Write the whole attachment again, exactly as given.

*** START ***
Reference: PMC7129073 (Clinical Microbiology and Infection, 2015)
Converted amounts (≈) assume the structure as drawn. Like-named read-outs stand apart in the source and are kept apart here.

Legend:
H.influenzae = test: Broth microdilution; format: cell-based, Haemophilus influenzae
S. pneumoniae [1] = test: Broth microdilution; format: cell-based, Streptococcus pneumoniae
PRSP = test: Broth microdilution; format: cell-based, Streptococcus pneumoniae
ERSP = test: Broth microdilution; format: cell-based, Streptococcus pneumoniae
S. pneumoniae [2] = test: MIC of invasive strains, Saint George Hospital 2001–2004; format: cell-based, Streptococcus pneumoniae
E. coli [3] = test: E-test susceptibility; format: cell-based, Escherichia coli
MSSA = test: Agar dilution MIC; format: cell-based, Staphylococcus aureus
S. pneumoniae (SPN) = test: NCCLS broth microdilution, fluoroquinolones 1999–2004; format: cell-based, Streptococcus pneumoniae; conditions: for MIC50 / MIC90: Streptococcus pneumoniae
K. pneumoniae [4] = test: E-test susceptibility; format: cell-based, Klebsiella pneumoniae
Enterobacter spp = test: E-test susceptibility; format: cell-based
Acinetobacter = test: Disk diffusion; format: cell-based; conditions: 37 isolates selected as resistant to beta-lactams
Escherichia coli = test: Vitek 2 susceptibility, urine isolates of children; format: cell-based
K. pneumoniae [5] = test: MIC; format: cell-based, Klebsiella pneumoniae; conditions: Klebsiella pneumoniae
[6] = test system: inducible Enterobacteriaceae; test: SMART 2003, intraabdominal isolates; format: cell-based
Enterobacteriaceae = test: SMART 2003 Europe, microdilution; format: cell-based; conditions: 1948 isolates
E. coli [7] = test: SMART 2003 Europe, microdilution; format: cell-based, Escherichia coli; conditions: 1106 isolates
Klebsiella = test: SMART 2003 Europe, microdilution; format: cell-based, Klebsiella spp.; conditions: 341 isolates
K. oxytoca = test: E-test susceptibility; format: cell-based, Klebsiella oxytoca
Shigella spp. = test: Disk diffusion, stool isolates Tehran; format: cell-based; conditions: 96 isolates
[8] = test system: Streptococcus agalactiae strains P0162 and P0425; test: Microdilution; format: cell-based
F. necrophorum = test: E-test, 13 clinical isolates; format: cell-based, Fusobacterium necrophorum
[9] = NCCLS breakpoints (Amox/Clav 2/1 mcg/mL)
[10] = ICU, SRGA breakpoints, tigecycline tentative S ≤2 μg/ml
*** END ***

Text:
Reference: PMC7129073 (Clinical Microbiology and Infection, 2015)
Converted amounts (≈) assume the structure as drawn. Like-named read-outs stand apart in the source and are kept apart here.

Legend:
H.influenzae = test: Broth microdilution; format: cell-based, Haemophilus influenzae
S. pneumoniae [1] = test: Broth microdilution; format: cell-based, Streptococcus pneumoniae
PRSP = test: Broth microdilution; format: cell-based, Streptococcus pneumoniae
ERSP = test: Broth microdilution; format: cell-based, Streptococcus pneumoniae
S. pneumoniae [2] = test: MIC of invasive strains, Saint George Hospital 2001–2004; format: cell-based, Streptococcus pneumoniae
E. coli [3] = test: E-test susceptibility; format: cell-based, Escherichia coli
MSSA = test: Agar dilution MIC; format: cell-based, Staphylococcus aureus
S. pneumoniae (SPN) = test: NCCLS broth microdilution, fluoroquinolones 1999–2004; format: cell-based, Streptococcus pneumoniae; conditions: for MIC50 / MIC90: Streptococcus pneumoniae
K. pneumoniae [4] = test: E-test susceptibility; format: cell-based, Klebsiella pneumoniae
Enterobacter spp = test: E-test susceptibility; format: cell-based
Acinetobacter = test: Disk diffusion; format: cell-based; conditions: 37 isolates selected as resistant to beta-lactams
Escherichia coli = test: Vitek 2 susceptibility, urine isolates of children; format: cell-based
K. pneumoniae [5] = test: MIC; format: cell-based, Klebsiella pneumoniae; conditions: Klebsiella pneumoniae
[6] = test system: inducible Enterobacteriaceae; test: SMART 2003, intraabdominal isolates; format: cell-based
Enterobacteriaceae = test: SMART 2003 Europe, microdilution; format: cell-based; conditions: 1948 isolates
E. coli [7] = test: SMART 2003 Europe, microdilution; format: cell-based, Escherichia coli; conditions: 1106 isolates
Klebsiella = test: SMART 2003 Europe, microdilution; format: cell-based, Klebsiella spp.; conditions: 341 isolates
K. oxytoca = test: E-test susceptibility; format: cell-based, Klebsiella oxytoca
Shigella spp. = test: Disk diffusion, stool isolates Tehran; format: cell-based; conditions: 96 isolates
[8] = test system: Streptococcus agalactiae strains P0162 and P0425; test: Microdilution; format: cell-based
F. necrophorum = test: E-test, 13 clinical isolates; format: cell-based, Fusobacterium necrophorum
[9] = NCCLS breakpoints (Amox/Clav 2/1 mcg/mL)
[10] = ICU, SRGA breakpoints, tigecycline tentative S ≤2 μg/ml